Besides getting new insights, enjoy this guy's voice. I love how Joe Vitale speaks and keeps us engaged.

My workflow philosopher: David Allen

Two decades after I first discovered his "Getting Things Done" book, I keep coming back to this productivity guru. Why? Well... not so much for reminding me of the ins and outs of his method (GTD). Rather, I want to tap into his philosophy on a creative lifestyle.
"Ready for anything", the title of his second book, sums up his philosophy perfectly. It’s a productive mind state that gets things done with “mind like water” (his borrowed expression from the world of martial arts) as well as a way of saying “I’m ready for anything that shows up in my world I want to engage myself in”. Isn’t that the end goal of everything? At least, that’s something that truly resonates with me. I aspire to experience that. Everyday. No, I’m not there yet.
Listening to David Allen has another effect on me that is pretty spooky: Feelings of overwhelm disappear instantly. I open my Things-app and sort things out after an hour of listening or so, so I can move forward with things.

My life missions clarifier: Birgitta Granström

Are there more than one mission in life? Well, the founder of Life Spider System has proved that's the case.
Birgitta Granström calls those missions "life intentions" and "life projects", and she has helped me clarify six different ones.
Those missions are fractals, they operate on a grand scale (what big projects to start and get involved with), and in micro-activities (writing this document involves three of mine, by the way):

  1. The mission to make it easier for myself and other creatives to have a light and inspired life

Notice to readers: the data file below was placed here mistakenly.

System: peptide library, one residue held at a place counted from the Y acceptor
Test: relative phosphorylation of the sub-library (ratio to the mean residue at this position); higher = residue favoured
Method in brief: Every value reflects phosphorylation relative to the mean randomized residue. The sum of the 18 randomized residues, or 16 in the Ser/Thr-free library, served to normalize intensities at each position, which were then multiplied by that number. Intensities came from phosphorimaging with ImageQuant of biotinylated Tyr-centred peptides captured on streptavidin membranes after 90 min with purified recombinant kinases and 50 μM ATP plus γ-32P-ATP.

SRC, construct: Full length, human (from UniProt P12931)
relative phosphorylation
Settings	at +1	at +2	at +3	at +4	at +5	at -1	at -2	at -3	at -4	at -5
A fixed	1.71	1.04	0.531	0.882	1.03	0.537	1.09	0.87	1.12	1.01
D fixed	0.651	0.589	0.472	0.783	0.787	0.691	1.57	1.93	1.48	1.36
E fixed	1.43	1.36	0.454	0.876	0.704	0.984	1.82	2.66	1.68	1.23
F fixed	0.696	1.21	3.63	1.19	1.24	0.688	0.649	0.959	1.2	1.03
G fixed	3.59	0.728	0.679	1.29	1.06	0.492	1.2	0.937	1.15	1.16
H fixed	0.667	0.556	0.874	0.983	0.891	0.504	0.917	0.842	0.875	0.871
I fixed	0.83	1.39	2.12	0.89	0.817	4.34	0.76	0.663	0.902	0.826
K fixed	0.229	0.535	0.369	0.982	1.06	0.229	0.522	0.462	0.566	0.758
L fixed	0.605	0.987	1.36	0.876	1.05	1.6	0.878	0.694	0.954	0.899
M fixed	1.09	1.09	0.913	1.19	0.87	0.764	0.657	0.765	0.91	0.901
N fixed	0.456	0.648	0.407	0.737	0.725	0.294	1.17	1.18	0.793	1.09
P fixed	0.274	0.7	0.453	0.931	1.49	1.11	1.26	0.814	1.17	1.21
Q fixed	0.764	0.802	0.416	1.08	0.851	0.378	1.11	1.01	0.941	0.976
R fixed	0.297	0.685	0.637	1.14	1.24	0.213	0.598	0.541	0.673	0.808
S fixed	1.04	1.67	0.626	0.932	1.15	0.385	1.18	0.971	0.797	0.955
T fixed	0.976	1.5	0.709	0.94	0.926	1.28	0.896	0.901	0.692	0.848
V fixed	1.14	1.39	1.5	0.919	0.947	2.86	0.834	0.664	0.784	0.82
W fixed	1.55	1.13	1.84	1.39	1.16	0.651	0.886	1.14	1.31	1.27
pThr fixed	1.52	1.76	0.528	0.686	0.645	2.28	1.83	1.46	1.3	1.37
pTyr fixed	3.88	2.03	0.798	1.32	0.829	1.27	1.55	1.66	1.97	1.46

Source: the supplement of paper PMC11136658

2. The mission to make sure world-class ideas and the great people behind them are seen and discovered by more people
  3. The mission to get a more complete worldview by seeing and considering more perspectives.

Unlike most other people in the self-help space, Birgitta Granström, doesn't advise us to let go of your egos. Instead, in order to integrate your missions to make the world a better place, the ego should be leveraged and appreciated, she argues.
Imagine telling Lady Gaga as a young girl that she sings lovely, but shouldn't want attention from others: "You don't want to be an attention-seeker, do you?". If you are raised in this society, you sure have many layers of shame related to your ego, like I have.
Instead of placing your ego in the background, Birgitta Granström argues, let it out in the light. Use it for the good of others, by connecting the desires of the ego to different life missions. I haven't found any other person than Birgitta Granström that builds a greater whole out of every part of me.
And besides that, no other person can have me laugh harder at my own shortcomings.

My "YES encourager": Kyle Cease

Did you remember the movie "Yes Man", starring Jim Carey, about a man challenging himself to say "yes" to everything? Kyle Cease is living in that spirit, encouraging everyone in his community to stop listening to him and instead keep following that voice I was mentioning earlier in this post.
One of his mottos:
"Whatever reasons you have for DON'T going for it, are the reasons you MUST".
So if you, like me, say things like "I can't start a newsletter or blog because … I'm afraid to be judged…., I don't know what to say … or other self-defeating things, those obstacles are not a reason to back out, but to say YES and transcend those issues.
Being part of his online community is a way to hold myself accountable to the invisible guy within me I mentioned before. The fact that he is funny as hell is a bonus.

About the author

Kristian Borglund believes in breaking things down and add some chaos to achieve next-level clarity. He lives in Stockholm, Sweden.